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Plato and the Invention of Life$
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Michael Naas

Print publication date: 2018

Print ISBN-13: 9780823279678

Published to Fordham Scholarship Online: September 2018

DOI: 10.5422/fordham/9780823279678.001.0001

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The Lifelines of the Statesman

The Lifelines of the Statesman

(p.17) Chapter 1 The Lifelines of the Statesman
Plato and the Invention of Life

Michael Naas

Fordham University Press

Chapter 1 looks at Plato’s attempt, in the opening pages of the Statesman (257a–267b), to discover the essence of the statesman through the method known as diairesis, that is, through the philosophical exercise of drawing lines. While it might seem that these lines between not only various species of natural beings (especially human and animal) but different kinds of man-made objects or activities (such as statesmanship) are merely conventional, the dialogue demonstrates that they are in fact already drawn in nature and that the discourse that follows them must be just as natural, indeed just as organic, as the objects they try to define (the logos as zōon). In addition to asking about the place where Plato draws the line between life and its others, human life and its others, the chapter interrogates Plato’s repeated use of animal metaphors to characterize the very method of philosophy—the dialogue as hunt, diairesis as animal sacrifice, Platonic forms as “natural species,” and so on.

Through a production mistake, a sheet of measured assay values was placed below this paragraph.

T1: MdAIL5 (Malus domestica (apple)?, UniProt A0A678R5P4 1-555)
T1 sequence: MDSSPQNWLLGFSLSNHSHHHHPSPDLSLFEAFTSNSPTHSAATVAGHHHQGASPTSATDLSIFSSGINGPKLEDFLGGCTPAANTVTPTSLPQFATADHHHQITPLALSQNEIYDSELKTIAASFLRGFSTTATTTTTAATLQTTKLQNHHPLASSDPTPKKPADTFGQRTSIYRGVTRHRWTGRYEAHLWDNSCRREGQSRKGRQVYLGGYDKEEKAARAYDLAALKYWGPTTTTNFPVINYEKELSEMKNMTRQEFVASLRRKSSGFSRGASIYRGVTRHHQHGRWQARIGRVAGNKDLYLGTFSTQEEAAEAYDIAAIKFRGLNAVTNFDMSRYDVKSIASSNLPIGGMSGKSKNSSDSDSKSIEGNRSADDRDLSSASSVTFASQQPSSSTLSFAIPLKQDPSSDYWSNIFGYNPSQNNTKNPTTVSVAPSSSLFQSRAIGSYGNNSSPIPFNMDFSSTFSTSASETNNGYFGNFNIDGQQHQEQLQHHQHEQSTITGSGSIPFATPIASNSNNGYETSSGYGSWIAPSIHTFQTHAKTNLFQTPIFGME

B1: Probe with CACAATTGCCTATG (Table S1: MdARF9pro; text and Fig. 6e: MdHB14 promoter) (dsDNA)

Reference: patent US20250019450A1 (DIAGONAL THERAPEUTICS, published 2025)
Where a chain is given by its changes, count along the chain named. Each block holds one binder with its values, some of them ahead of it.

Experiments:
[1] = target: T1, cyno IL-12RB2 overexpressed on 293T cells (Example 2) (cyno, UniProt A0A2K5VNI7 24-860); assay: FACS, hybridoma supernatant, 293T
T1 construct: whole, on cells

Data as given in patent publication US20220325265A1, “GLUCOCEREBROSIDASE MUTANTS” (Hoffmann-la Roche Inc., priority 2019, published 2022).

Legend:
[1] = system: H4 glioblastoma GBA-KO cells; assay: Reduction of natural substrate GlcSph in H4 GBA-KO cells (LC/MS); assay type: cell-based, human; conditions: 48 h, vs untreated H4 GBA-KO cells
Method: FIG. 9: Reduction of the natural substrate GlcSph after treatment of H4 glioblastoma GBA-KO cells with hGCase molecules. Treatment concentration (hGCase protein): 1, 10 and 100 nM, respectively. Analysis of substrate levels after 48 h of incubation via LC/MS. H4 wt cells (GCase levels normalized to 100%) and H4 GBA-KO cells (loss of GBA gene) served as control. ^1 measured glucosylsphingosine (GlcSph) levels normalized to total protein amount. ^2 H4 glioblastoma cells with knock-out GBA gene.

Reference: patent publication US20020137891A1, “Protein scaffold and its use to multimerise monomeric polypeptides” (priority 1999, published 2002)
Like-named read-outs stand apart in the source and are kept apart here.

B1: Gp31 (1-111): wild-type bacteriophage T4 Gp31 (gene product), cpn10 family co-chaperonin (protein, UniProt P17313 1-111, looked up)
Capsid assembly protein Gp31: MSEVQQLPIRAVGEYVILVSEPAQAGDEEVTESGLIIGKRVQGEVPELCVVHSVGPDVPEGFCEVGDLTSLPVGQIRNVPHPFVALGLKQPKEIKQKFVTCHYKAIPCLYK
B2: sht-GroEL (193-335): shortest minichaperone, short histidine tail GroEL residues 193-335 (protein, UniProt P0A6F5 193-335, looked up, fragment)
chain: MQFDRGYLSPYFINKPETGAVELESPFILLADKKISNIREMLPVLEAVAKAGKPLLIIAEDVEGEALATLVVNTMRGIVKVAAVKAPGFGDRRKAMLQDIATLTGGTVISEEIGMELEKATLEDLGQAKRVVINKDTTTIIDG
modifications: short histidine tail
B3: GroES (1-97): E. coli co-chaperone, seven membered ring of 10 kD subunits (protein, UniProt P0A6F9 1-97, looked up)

Keywords:   diairesis, human life, life, Plato, The Statesman, statesmanship

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